Adolescents' judgments of doubly deviant peers: Implications of intergroup and intragroup dynamics for disloyal and overweight group members
Abrams, D.; Palmer, S.B.; Van de Vyver, J.; Hayes, D.; Delaney, K.; Guarella, S.; Purewal, K.
Dr Julie Van De Vyver firstname.lastname@example.org
Group membership, loyalty, and weight are highly relevant for adolescent peer evaluations at school. This research tested how in‐group/out‐group membership affected judgments of peers who deviated from social norms for weight and loyalty. Two hundred and forty 11–13‐year‐olds (49 percent female; 94 percent Caucasian) judged two in‐group or out‐group peers: one was normative (loyal and average weight) and the other was non‐normative (i.e., ‘deviant’). The deviant target was overweight, disloyal to their own group (school), or both (‘doubly deviant’). Derogation of overweight relative to average weight peers was greater if they were in‐group rather than out‐group members, revealing a strong ‘black sheep effect’ for overweight peers. Disloyal out‐group deviants were judged favorably, but this effect was eliminated if they were doubly deviant, suggesting that their disloyalty was insufficient to overcome the overweight stigma. Consistent with developmental subjective group dynamics theory, effects of group membership and types of deviance on adolescents’ favorability toward peers were mediated by adolescents’ perceptions of how well the deviant members would ‘fit’ with the in‐group school. Implications for theory and strategies to reduce peer exclusion, particularly weight stigmatization, are considered.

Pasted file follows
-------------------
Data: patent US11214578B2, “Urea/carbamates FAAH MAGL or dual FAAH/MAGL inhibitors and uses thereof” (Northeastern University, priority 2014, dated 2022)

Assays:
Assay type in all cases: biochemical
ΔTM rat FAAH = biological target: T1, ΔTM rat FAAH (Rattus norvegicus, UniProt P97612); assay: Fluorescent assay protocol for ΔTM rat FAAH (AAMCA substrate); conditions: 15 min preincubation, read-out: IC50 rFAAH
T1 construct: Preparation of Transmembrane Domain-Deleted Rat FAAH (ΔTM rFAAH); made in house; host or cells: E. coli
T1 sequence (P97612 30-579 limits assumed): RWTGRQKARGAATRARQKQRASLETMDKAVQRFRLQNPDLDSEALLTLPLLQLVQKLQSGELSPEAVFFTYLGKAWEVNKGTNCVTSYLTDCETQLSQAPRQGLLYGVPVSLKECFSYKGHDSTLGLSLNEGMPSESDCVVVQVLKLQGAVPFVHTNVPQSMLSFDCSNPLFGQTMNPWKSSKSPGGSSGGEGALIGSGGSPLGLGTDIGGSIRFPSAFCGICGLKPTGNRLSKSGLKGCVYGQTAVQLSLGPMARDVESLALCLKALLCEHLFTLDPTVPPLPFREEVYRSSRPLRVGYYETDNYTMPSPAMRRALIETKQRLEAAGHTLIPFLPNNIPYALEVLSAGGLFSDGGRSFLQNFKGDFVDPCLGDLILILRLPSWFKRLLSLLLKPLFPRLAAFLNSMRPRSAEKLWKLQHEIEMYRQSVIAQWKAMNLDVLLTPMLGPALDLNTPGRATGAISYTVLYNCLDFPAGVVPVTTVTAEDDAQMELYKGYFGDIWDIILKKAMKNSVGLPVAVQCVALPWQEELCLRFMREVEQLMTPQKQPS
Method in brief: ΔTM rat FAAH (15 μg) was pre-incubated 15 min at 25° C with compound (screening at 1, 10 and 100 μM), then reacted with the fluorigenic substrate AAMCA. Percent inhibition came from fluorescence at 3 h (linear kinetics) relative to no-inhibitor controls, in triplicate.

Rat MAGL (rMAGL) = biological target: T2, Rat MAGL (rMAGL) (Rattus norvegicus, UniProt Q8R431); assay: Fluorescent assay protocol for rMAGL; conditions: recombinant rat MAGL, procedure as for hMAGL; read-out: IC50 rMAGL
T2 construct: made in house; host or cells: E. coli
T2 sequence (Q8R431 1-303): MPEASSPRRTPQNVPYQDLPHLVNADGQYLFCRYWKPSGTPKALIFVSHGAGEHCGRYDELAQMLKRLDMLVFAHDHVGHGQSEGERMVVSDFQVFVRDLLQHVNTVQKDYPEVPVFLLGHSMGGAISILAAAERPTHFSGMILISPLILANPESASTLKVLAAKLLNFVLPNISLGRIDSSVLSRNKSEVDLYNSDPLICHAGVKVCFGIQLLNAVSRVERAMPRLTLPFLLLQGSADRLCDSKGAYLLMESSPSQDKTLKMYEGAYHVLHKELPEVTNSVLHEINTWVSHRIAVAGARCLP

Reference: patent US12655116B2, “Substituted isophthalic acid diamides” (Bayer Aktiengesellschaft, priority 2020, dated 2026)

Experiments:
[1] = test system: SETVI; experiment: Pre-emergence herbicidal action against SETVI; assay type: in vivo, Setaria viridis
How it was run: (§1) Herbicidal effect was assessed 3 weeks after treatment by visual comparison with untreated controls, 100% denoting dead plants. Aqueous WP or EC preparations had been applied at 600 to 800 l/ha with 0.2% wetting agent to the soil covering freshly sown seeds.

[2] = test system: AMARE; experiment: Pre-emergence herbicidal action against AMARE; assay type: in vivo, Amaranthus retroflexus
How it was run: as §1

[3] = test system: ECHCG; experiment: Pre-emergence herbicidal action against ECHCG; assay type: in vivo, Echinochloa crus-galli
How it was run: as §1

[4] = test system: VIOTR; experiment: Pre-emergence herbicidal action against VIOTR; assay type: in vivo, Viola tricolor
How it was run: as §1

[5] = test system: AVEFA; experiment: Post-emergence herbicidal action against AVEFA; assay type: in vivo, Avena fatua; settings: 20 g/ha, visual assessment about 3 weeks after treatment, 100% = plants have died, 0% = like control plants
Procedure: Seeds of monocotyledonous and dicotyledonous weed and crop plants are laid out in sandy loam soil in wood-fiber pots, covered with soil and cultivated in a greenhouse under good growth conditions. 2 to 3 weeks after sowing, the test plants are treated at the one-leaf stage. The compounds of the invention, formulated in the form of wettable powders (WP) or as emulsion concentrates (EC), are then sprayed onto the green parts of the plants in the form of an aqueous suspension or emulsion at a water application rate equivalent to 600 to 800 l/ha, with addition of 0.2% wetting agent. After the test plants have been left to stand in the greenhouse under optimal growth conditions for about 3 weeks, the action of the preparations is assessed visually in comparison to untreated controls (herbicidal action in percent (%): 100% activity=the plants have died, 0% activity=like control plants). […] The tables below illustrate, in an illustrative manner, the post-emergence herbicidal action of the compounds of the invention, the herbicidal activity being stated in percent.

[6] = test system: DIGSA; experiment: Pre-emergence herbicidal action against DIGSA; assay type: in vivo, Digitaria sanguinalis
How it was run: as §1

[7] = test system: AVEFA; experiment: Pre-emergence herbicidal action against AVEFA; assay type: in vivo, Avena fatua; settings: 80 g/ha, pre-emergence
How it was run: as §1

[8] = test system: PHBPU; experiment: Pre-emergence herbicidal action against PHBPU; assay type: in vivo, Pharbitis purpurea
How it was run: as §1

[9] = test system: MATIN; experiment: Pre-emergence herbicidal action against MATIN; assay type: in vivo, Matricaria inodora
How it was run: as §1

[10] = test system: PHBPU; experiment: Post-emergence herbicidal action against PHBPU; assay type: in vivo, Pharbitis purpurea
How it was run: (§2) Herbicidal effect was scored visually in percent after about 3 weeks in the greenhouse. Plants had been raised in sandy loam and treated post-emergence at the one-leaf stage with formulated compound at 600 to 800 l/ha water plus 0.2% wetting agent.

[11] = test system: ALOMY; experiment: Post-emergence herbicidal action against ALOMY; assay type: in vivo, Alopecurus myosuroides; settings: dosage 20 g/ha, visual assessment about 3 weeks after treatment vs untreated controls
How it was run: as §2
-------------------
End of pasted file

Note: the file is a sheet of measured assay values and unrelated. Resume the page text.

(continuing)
Abrams, D., Palmer, S., Van de Vyver, J., Hayes, D., Delaney, K., Guarella, S., & Purewal, K. (2017). Adolescents' judgments of doubly deviant peers: Implications of intergroup and intragroup dynamics for disloyal and overweight group members. Social Development, 26(2), 310-328. https://doi.org/10.1111/sode.12187
|Journal Article Type||Article|
|Acceptance Date||Feb 1, 2015|
|Online Publication Date||Apr 7, 2017|
|Publication Date||Apr 7, 2017|
|Deposit Date||Sep 6, 2018|
|Publicly Available Date||Sep 7, 2018|
|Peer Reviewed||Peer Reviewed|
|Related Public URLs||http://eprints.lincoln.ac.uk/23158/|
Published Journal Article
Publisher Licence URL
© 2016 The Authors Social Development Published by John Wiley & Sons Ltd. This is an open access article under the terms of the Creative Commons Attribution License, which permits use, distribution and reproduction in any medium, provided the original work is properly cited.
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